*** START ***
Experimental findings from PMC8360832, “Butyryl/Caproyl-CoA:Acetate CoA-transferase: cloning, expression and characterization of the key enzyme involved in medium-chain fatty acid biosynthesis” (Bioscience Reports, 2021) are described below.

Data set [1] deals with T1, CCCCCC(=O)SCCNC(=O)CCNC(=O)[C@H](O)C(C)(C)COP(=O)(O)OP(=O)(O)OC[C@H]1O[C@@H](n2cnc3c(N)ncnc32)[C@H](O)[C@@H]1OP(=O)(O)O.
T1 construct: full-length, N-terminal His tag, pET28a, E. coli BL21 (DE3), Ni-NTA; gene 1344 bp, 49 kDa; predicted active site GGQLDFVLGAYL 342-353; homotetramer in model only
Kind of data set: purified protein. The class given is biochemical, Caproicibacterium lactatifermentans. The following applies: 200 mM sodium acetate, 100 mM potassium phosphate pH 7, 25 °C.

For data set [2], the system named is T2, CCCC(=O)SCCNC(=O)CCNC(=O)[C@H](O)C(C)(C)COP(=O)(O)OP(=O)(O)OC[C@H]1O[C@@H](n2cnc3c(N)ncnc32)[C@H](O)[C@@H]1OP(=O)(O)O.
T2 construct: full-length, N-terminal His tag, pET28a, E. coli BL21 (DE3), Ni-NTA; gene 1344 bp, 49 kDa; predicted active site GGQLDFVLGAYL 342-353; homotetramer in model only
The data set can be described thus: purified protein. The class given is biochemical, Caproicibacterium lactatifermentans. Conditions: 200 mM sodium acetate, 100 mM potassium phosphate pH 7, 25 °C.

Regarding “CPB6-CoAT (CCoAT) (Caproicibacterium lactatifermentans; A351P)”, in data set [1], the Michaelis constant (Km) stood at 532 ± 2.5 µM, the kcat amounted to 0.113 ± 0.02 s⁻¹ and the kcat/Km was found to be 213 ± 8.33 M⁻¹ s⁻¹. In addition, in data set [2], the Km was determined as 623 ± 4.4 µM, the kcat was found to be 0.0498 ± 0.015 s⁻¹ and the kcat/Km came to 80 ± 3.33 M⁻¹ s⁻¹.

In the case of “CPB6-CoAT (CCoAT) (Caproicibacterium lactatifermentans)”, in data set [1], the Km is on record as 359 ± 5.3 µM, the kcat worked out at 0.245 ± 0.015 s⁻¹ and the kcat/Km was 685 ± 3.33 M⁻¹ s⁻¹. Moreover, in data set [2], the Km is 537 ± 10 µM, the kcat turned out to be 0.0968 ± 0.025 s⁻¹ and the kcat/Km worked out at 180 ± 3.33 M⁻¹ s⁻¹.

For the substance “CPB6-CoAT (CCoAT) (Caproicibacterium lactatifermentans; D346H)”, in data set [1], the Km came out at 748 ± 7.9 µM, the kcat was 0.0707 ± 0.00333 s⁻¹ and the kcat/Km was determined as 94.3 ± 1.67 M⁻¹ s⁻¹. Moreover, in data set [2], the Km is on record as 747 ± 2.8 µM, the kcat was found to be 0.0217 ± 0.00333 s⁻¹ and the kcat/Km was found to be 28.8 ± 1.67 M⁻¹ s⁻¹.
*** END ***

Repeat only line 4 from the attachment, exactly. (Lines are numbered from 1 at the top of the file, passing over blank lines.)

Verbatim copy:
Kind of data set: purified protein. The class given is biochemical, Caproicibacterium lactatifermentans. The following applies: 200 mM sodium acetate, 100 mM potassium phosphate pH 7, 25 °C.